Historically, Cisco Coregonus artedi and deepwater ciscoes Coregonus spp. were the most abundant and ecologically important fish species in the Laurentian Great Lakes, but anthropogenic influences caused nearly all populations to collapse by the 1970s. Fishery managers have begun exploring the feasibility of restoring populations throughout the basin, but questions regarding hatchery propagation and stocking remain. We used historical and contemporary stock-recruit parameters previously estimated for Ciscoes in Wisconsin waters of Lake Superior, with estimates of age-1 Cisco rearing habitat (broadly defined as total ha ≤ 80 m depth) and natural mortality, to estimate how many fry (5.5 months post-hatch), fall fingerling (7.5 months post-hatch), and age-1 (at least 12 months post-hatch) hatchery-reared Ciscoes are needed for stocking in the Great Lakes to mimic recruitment rates in Lake Superior, a lake that has undergone some recovery. Estimated stocking densities suggested that basin-wide stocking would require at least 0.641-billion fry, 0.469-billion fall fingerlings, or 0.343-billion age-1 fish for a simultaneous restoration effort targeting historically important Cisco spawning and rearing areas in Lakes Huron, Michigan, Erie, Ontario, and Saint Clair. Numbers required for basin-wide stocking were considerably greater than current or planned coregonine production capacity, thus simultaneous stocking in the Great Lakes is likely not feasible. Provided current habitat conditions do not preclude Cisco restoration, managers could maximize the effectiveness of available production capacity by concentrating stocking efforts in historically important spawning and rearing areas, similar to the current stocking effort in Saginaw Bay, Lake Huron. Other historically important Cisco spawning and rearing areas within each lake (listed in no particular order) include: (1) Thunder Bay in Lake Huron, (2) Green Bay in Lake Michigan, (3) the islands near Sandusky, Ohio, in western Lake Erie, and (4) the area near Hamilton, Ontario, and Bay of Quinte in Lake Ontario. Our study focused entirely on Ciscoes but may provide a framework for describing future stocking needs for deepwater ciscoes.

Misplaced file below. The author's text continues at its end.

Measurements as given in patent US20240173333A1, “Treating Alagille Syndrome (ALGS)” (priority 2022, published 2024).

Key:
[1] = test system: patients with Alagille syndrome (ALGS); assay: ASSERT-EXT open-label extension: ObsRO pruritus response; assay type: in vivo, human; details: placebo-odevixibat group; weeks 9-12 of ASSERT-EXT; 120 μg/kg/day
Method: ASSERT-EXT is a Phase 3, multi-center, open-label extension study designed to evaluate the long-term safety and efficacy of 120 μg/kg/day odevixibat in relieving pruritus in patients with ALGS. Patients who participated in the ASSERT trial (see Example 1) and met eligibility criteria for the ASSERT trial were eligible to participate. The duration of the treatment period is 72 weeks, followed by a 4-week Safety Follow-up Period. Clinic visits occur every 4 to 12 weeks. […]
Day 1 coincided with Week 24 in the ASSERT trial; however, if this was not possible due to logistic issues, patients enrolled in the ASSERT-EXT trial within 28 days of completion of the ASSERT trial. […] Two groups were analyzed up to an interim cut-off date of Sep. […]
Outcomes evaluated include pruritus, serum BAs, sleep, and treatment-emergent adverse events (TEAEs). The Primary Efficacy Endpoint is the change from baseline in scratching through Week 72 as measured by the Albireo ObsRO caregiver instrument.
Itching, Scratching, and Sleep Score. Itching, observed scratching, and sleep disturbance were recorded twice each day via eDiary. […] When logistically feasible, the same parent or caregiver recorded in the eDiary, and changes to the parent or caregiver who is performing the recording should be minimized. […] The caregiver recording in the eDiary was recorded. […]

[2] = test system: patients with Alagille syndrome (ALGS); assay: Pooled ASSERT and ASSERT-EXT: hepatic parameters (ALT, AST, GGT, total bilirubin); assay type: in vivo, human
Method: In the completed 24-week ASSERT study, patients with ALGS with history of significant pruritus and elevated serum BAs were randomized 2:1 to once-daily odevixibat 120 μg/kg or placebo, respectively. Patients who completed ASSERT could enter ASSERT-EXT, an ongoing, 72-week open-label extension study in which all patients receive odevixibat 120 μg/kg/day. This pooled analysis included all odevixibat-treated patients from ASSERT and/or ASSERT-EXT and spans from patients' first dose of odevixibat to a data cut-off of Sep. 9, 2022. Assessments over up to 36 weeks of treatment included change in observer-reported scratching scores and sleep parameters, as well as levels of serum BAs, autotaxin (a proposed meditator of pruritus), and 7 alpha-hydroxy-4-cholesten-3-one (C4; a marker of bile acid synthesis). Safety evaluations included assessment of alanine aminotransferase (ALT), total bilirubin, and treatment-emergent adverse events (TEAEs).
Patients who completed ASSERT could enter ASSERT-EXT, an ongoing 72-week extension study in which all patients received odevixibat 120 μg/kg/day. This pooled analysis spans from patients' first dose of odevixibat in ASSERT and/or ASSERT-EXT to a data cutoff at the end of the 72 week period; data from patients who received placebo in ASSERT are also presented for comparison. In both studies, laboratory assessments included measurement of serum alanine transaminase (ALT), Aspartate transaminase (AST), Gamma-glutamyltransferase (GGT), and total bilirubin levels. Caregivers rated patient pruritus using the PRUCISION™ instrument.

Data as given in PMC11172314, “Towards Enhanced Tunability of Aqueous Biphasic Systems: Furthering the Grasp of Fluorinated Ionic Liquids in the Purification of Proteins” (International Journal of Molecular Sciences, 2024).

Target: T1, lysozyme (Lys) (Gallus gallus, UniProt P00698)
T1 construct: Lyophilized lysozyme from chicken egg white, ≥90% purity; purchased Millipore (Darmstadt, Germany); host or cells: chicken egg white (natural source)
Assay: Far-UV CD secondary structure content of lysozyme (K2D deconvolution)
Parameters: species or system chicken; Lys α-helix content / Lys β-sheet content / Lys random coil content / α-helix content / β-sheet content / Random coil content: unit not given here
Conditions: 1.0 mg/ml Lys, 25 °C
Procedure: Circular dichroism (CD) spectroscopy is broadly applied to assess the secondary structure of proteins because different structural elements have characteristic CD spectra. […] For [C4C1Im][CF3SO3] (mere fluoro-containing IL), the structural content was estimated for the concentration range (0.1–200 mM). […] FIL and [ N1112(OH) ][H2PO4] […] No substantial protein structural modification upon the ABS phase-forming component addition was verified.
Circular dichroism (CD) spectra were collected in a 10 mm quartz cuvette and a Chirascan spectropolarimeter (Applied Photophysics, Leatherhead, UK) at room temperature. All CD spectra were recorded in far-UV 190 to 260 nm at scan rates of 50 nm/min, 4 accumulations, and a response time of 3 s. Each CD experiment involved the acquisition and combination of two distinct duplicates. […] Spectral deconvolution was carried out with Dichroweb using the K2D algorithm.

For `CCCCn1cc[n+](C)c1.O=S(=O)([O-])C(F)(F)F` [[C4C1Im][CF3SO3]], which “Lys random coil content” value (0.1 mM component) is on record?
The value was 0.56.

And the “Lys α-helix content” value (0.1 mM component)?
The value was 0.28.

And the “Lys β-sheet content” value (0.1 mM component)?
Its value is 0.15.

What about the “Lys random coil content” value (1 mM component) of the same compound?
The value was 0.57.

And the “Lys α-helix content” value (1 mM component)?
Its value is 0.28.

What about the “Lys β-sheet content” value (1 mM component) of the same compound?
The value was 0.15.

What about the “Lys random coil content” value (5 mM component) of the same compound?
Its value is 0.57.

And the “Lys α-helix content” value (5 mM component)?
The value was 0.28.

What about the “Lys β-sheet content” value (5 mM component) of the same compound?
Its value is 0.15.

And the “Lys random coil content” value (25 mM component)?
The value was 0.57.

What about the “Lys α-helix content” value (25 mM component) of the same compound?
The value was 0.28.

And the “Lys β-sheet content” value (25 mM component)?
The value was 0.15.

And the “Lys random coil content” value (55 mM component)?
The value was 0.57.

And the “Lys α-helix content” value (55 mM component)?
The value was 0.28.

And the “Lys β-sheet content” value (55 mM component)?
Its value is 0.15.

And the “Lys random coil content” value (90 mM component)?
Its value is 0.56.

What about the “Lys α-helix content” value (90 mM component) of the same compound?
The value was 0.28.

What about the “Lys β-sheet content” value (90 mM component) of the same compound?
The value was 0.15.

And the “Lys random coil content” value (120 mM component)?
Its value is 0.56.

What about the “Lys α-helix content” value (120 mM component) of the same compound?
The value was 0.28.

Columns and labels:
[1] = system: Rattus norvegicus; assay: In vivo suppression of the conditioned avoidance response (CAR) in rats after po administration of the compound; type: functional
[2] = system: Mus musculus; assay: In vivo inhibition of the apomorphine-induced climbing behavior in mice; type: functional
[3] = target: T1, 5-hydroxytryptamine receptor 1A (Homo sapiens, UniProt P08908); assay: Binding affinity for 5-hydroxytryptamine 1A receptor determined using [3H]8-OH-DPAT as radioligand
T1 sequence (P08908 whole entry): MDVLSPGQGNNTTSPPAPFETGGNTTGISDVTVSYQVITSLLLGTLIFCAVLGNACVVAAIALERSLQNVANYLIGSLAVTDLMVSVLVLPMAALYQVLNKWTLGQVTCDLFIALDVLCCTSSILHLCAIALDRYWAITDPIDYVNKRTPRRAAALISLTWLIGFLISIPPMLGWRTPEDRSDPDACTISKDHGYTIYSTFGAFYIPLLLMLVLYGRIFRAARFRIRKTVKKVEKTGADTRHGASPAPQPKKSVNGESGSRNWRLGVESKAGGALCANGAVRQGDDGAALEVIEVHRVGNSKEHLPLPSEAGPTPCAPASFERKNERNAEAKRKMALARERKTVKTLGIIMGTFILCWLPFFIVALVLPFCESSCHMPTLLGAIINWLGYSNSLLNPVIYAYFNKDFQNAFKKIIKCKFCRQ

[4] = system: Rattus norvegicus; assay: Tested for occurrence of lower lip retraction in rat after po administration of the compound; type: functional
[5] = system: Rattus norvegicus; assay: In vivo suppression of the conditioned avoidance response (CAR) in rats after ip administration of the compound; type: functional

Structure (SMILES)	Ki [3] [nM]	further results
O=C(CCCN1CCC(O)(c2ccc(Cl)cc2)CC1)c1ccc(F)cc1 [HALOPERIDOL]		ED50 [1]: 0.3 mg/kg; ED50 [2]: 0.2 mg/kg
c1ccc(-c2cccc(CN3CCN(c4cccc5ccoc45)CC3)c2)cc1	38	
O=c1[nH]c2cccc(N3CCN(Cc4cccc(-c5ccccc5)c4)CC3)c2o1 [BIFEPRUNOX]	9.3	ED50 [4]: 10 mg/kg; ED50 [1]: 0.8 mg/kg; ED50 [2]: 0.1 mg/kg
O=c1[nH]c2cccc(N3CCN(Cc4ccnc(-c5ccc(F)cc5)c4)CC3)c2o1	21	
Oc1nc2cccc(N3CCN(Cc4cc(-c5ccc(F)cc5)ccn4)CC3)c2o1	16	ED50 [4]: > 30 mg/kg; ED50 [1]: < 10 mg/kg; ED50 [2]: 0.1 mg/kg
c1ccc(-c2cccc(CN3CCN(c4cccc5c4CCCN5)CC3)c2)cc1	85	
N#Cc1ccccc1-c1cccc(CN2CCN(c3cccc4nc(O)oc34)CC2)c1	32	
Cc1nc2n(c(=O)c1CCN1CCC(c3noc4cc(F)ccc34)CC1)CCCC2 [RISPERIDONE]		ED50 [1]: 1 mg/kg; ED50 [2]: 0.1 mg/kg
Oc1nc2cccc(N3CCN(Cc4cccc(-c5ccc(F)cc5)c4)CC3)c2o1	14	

- Digital Object Identifier: 10.3996/JFWM-21-025
- Source: USGS Publications Warehouse (indexId: 70227501)